Jim Johnstone is a Toronto-based poet, editor, and critic. He’s the author of five books of poetry, including The Chemical Life (Véhicule Press, 2017) and Dog Ear (Véhicule Press, 2014). Currently, he edits the Anstruther Books imprint at Palimpsest Press where he published The Next Wave: An Anthology of 21st Century Canadian Poetry in 2018.

Wednesday, June 17, 2020

issue eleven: guest-edited by Elizabeth Robinson


edited by Elizabeth Robinson
the eleventh issue features new work by:

Susanne Dyckman
Alice Jones
Mia Ayumi Malhotra
Monica Mody
Ginny Threefoot
Jamie Townsend
Hazel White
Maw Shein Win
Kelleen Zubick

$5 + postage / + $1 for Canadian orders; + $2 for US; + $6 outside of North America

Canadian/American/International rates (including shipping

Contributor Notes

Susanne Dyckman is the author of two full-length collections of poetry, A Dark Ordinary (Furniture Press Books), and equilibrium’s form (Shearsman Books), as well as the chapbooks, Counterweight, Transiting Indigo, Source, Hearing Loss, and, in collaboration with Elizabeth Robinson, Vivian Maier - 11 Photographs in 20 poems. She has co-edited Five Fingers Review and Instance Press, and for a number of years has hosted the Evelyn Avenue reading series. She lives and writes in Albany, California.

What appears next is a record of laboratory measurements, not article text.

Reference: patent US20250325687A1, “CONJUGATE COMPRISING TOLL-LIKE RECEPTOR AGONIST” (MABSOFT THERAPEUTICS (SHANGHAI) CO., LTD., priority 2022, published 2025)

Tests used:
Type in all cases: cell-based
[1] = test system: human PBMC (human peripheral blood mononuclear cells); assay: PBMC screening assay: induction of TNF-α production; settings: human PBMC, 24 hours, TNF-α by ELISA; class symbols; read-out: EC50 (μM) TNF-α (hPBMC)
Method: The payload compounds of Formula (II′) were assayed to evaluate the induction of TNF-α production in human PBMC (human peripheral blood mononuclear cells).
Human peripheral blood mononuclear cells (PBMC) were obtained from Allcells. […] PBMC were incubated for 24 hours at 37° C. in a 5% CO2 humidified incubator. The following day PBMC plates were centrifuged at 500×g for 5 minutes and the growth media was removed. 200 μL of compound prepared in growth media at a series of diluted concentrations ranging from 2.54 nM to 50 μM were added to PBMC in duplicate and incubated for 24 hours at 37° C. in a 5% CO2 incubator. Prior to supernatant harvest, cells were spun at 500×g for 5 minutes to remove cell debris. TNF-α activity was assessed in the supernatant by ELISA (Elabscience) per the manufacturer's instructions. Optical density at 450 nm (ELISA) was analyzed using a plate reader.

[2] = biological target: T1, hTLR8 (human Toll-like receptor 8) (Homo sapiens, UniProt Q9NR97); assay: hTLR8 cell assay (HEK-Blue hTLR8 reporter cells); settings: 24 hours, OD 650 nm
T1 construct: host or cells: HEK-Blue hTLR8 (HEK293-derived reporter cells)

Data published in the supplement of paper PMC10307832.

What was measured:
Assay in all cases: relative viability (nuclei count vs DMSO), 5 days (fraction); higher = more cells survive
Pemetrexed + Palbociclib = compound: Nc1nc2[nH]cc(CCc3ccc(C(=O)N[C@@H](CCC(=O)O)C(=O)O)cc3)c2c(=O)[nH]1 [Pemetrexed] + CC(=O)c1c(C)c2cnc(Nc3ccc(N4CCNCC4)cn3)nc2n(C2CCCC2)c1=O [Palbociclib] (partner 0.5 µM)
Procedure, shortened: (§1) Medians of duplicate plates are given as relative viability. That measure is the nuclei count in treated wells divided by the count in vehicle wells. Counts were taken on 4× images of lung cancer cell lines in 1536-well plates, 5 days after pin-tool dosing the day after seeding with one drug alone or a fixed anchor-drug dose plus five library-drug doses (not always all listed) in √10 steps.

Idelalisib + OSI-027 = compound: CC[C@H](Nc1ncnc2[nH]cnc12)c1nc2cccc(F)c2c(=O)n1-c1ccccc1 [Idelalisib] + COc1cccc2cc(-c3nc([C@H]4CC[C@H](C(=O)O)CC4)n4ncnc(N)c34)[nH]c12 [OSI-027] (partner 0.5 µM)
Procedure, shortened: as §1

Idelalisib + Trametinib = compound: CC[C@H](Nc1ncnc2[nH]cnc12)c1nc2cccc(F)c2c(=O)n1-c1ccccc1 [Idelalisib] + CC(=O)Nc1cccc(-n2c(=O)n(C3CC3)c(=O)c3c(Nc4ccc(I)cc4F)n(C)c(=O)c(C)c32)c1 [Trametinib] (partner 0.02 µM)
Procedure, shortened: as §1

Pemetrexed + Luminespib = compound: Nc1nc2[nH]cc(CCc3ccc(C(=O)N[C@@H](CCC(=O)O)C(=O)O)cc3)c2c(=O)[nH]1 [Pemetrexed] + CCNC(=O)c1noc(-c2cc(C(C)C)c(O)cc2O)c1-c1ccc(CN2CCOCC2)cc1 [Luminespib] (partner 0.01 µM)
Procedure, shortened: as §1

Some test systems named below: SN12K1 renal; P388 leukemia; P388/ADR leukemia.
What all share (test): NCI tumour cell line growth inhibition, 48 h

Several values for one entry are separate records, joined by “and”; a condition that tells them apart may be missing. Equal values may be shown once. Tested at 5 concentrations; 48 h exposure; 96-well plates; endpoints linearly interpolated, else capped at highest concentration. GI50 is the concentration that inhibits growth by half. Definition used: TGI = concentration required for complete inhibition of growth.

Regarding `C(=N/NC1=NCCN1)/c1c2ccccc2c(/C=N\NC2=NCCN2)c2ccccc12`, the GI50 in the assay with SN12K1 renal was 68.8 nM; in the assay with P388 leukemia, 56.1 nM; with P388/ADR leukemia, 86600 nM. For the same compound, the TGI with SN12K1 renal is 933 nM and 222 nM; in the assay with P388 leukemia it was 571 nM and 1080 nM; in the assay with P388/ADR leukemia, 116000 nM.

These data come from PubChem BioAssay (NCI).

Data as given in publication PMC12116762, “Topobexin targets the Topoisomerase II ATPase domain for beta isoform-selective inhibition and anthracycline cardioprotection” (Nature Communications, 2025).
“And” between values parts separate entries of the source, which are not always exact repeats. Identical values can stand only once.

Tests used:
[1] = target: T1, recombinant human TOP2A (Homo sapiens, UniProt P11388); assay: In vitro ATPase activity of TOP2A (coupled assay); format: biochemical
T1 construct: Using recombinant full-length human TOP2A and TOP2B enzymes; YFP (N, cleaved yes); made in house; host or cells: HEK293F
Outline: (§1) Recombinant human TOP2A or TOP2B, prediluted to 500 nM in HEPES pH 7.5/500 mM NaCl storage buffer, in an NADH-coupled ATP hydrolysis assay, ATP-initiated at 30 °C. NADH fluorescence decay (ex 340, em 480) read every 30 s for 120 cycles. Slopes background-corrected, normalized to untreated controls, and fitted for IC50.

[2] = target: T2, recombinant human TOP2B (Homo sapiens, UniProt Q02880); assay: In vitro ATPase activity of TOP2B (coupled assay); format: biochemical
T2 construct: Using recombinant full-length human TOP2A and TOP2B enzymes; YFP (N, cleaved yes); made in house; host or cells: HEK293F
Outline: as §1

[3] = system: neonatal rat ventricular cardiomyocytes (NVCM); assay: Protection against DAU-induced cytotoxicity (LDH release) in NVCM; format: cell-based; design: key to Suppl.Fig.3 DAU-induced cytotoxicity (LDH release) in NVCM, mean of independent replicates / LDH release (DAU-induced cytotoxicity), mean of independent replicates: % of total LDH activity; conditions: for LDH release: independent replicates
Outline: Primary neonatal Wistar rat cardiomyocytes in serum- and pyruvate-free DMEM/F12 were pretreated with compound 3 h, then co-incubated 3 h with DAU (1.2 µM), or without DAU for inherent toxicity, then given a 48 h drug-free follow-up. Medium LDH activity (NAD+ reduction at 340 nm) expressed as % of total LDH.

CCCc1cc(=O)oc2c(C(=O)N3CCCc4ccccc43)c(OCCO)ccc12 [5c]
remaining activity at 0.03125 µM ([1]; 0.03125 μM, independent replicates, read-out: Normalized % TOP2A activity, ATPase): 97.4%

Alice Jones’s books of poems include The Knot and Isthmus from Alice James Books, Extreme Directions from Omnidawn, Gorgeous Mourning, which won the Robert H. Winner Award from the Poetry Society of America, and Plunge, which was a finalist for the Northern California Book Award in Poetry. Vault is forthcoming. She practices psychoanalysis in Berkeley and is a co-editor of Apogee Press.

Mia Ayumi Malhotra is the author of Isako Isako, finalist for the California Book Award and winner of the 2017 Alice James Award, a Nautilus Gold Award, a National Indie Excellence Award, and a Maine Literary Award. She is a Kundiman and VONA/Voices Fellow, and her poems have appeared in numerous journals and anthologies, including The Yale Review, Indiana Review, and Ink Knows No Borders: Poems of the Immigrant and Refugee Experience

Monica Mody is the author of Kala Pani (1913 Press) and two cross-genre chapbooks. Her poetry also appears in Poetry International, The Indian Quarterly, Eleven Eleven, Boston Review, Mission at Tenth, and Yes Poetry, among other places. She is the recipient of awards including the Kore Award for Best Dissertation in Women and Mythology from the Association for the Study of Women and Mythology, the Nicholas Sparks Postgraduate Writer-in-Residence Prize from the University of Notre Dame, Naropa's Zora Neale Hurston Award, and the Toto Funds the Arts Award for Creative Writing. Monica holds a PhD in East West Psychology from the California Institute of Integral Studies, an MFA in Creative Writing from the University of Notre Dame, and is a Bachelor of Arts and Law from NLSIU Bangalore. She was born in Ranchi, and currently lives by the ocean without a cat in San Francisco.